“Previous studies reported that the highly conserved miR-195/497 cluster was significantly downregulated in gastric, breast, bladder, liver, and also in colorectal cancer [61–66]. Although, our investigation was limited to determine the expression level of miR-497 and its predicted target, CCND1 mRNA and protein level according to several functional analyses - such as luciferase assay-based methods - carried out in different types of cancers revealed that miR-497 (and miR-195) directly targets the 3’-UTR region of cyclin D1 [67–69]. Although, no experimental data is available to date about the interaction of miR-497-CCND1 in colorectal cancer, the overexpression of cyclin D1 mRNA might cause by the underexpression of miR-497 in colorectal adenoma and cancer by posttranscriptional silencing. Further investigations would confirmed our hypothesis.”
We report here a study of the levels of 1733 mature miRNA in healthy, adenoma and colorectal cancer samples by two different methods. Besides the previously described miRNAs in pre- and neoplastic lesions, we also identified new, less known miRNAs (miR-4417), with altered expression in different colorectal neoplastic alterations. Our data also showed that tissue miRNA expression alterations could be observed also in plasma and may serve as valuable early diagnostic markers. Analysis of miRNA expression and predicted target mRNA was performed from the same patient set. Negative correlations were observed between miRNAs and targeted mRNAs, which could be explored further in functional analysis of neoplastic development related alterations.
Abhydrolase domain containing 2
Acetyl-CoA acyltransferase 2
Cyclin dependent kinase 4
Cyclin dependent kinase inhibitor 2B
Cyclin-dependent kinase inhibitor 2B
Centrosomal protein 55
DnaJ heat shock protein family (Hsp40) member C10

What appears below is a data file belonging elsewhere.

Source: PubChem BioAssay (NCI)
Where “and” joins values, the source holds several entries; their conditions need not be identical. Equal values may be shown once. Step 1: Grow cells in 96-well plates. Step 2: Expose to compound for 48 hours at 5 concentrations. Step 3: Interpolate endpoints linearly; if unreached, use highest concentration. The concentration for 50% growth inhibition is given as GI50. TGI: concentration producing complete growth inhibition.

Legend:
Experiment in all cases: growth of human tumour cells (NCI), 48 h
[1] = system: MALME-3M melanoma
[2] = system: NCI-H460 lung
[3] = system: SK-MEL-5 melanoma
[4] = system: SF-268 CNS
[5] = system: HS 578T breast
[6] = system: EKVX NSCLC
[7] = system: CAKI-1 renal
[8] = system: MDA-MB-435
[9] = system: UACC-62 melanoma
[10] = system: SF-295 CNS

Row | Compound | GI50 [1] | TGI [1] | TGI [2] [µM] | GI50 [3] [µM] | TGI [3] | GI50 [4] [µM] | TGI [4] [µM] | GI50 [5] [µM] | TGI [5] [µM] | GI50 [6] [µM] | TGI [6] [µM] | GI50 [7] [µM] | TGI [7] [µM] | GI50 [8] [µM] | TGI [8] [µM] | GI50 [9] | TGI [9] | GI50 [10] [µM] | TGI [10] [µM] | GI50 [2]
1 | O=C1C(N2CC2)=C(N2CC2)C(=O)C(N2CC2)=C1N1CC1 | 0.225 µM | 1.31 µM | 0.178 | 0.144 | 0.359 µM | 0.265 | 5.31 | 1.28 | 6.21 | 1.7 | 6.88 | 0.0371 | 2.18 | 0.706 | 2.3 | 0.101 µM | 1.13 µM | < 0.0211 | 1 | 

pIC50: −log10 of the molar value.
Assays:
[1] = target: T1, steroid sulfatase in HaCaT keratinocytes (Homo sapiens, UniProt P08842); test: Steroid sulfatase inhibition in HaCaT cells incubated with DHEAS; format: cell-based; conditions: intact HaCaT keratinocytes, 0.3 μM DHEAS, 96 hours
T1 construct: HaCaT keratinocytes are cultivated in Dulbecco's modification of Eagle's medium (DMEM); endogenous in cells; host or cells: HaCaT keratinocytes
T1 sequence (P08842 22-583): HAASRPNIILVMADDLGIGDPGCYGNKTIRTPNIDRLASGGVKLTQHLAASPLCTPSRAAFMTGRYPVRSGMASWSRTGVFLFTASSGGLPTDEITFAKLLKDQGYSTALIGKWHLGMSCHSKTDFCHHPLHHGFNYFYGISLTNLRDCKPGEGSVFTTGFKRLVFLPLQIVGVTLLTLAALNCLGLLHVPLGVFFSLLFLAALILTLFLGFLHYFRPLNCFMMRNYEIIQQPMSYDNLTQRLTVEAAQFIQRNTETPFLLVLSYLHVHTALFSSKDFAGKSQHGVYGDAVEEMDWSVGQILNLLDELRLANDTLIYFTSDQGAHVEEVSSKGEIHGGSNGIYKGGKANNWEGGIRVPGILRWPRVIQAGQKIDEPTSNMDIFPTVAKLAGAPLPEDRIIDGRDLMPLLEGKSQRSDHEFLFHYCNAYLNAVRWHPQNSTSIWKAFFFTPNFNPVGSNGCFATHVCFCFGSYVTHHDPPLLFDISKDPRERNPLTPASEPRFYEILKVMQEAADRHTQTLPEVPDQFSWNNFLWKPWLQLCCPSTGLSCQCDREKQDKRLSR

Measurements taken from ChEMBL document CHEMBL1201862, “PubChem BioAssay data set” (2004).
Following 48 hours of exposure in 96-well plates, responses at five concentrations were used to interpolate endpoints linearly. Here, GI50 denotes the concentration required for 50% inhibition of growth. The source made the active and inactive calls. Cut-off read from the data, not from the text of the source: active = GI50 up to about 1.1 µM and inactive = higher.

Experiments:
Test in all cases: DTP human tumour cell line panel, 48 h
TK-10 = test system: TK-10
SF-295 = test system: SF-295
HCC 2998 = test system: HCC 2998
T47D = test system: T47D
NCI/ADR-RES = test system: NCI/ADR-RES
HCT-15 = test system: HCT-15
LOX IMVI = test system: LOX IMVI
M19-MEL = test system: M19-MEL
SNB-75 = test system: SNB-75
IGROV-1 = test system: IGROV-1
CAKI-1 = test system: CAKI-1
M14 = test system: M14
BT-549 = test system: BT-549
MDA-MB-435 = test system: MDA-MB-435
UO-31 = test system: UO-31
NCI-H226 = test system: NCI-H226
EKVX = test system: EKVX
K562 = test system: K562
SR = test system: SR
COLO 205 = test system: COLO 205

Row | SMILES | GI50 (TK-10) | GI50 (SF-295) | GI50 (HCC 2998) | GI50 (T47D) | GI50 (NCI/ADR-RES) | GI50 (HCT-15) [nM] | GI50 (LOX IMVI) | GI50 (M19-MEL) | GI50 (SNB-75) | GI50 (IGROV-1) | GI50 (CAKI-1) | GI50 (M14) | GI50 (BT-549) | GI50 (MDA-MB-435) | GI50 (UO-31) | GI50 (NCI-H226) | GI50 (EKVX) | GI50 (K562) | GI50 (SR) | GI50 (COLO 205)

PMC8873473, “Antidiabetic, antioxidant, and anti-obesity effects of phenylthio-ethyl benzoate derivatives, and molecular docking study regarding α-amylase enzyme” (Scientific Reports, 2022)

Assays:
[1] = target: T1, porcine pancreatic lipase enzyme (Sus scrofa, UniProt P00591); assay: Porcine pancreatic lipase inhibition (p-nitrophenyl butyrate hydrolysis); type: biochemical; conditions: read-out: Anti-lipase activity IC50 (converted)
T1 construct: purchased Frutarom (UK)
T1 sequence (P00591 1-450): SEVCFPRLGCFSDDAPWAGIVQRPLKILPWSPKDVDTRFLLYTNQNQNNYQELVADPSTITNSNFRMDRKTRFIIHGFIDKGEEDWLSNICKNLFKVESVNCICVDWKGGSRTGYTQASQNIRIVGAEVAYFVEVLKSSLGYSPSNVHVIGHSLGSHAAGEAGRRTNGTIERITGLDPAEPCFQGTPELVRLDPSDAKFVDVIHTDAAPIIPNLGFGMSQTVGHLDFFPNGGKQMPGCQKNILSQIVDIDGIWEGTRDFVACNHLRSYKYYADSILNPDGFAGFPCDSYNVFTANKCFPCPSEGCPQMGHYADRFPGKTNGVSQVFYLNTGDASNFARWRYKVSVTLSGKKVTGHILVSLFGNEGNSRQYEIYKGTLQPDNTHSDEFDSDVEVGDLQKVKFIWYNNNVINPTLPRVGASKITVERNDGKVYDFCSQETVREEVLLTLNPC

E2F transcription factor 3
Formalin-fixed, paraffin-embedded tissue
Flavin containing monooxygenase 4
Fascin actin-bundling protein 1
G protein-coupled receptor class C group 5 member A
Integrin subunit alpha 2
Kinesin family member 5B
L1 adhesion molecule
Nuclear receptor subfamily 5 group A member 2
Oxysterol binding protein like 3
Peptidylprolyl isomerase like 1
Phosphoserine aminotransferase 1
Prostaglandin D2 receptor
Robust multichip averaging
SEC14 and spectrin domain containing 1
SRC homology 3 domain
Small nuclear ribonucleoprotein polypeptide B2
ST6 N-acetylgalactosaminide alpha-2,6-sialyltransferase 6
Testis-specific kinase 2
Tetratricopeptide repeat and ankyrin repeat containing 1
Ubiquitin conjugating enzyme E2 H
Zinc finger protein 391
The collection of patient data used in this study was supported by the 2nd Department of Internal Medicine, Semmelweis University. Authors gratefully thank Bernadett Tóth (2nd Department of Internal Medicine, Semmelweis University) for her technical assistance in sample collection and data administration. The authors would like to thank Theo deVos for language revision of the manuscript.
This study was supported by the National Research, Development and Innovation Office (KMR-12-1-2012-0216 grant).
Availability of data and materials
The datasets generated and analyzed during the current study are available on Gene Expression Omnibus (GEO) data repository: GEO ID: GSE83924(http://www.ncbi.nlm.nih.gov/geo/query/acc.cgi?acc=GSE83924).
ZBN, AK, and BKB isolated RNA from tissue and plasma samples; ZBN performed the microarray experiments; BW and SS conducted bioinformatic analyses; OG, ZST, and BM contributed to the design and critical review of the manuscript. All authors read and approved the final manuscript.
The authors declare that they have no competing interests.
Consent for publication
Ethics approval and consent to participate
The study protocol was approved by the local ethics committee (Semmelweis University Regional and Institutional Committee of Science and Research Ethics; Nr.: ETT TUKEB 23970/2011), and written informed consent was provided by all patients.
Open AccessThis article is distributed under the terms of the Creative Commons Attribution 4.0 International License (http://creativecommons.org/licenses/by/4.0/), which permits unrestricted use, distribution, and reproduction in any medium, provided you give appropriate credit to the original author(s) and the source, provide a link to the Creative Commons license, and indicate if changes were made. The Creative Commons Public Domain Dedication waiver (http://creativecommons.org/publicdomain/zero/1.0/) applies to the data made available in this article, unless otherwise stated.